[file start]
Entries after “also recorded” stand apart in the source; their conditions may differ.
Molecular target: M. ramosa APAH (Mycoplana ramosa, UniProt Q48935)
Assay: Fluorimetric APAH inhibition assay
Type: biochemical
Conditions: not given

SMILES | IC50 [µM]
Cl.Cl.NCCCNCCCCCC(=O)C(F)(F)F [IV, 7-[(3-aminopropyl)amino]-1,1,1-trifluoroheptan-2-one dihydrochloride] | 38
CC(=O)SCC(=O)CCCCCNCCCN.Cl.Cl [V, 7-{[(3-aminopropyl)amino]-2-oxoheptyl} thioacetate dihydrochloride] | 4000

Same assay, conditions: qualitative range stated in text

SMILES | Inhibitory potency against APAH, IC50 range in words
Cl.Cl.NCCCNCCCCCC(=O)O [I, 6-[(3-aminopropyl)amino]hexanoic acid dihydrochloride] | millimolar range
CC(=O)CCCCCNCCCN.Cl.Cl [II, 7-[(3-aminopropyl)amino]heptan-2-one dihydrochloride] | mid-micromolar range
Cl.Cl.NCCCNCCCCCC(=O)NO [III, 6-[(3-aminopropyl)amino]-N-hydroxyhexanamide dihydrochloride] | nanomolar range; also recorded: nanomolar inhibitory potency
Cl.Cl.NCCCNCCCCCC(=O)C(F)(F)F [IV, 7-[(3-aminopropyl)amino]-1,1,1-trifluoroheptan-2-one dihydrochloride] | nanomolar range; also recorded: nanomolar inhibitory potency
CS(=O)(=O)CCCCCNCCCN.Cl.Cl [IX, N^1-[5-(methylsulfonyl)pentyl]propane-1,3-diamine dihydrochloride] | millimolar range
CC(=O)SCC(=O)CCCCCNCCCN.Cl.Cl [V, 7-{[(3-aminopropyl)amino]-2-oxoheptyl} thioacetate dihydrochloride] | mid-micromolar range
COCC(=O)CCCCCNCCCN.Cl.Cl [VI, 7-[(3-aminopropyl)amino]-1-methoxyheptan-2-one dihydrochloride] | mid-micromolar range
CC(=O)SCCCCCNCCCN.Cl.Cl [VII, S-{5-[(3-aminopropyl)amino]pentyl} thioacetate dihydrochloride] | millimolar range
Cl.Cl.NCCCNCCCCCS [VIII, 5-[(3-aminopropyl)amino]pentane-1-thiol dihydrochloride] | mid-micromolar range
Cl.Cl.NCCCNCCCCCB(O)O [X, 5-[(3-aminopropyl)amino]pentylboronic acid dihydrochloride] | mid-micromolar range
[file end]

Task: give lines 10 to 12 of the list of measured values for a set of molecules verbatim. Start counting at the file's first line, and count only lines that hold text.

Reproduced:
SMILES | Inhibitory potency against APAH, IC50 range in words
Cl.Cl.NCCCNCCCCCC(=O)O [I, 6-[(3-aminopropyl)amino]hexanoic acid dihydrochloride] | millimolar range
CC(=O)CCCCCNCCCN.Cl.Cl [II, 7-[(3-aminopropyl)amino]heptan-2-one dihydrochloride] | mid-micromolar range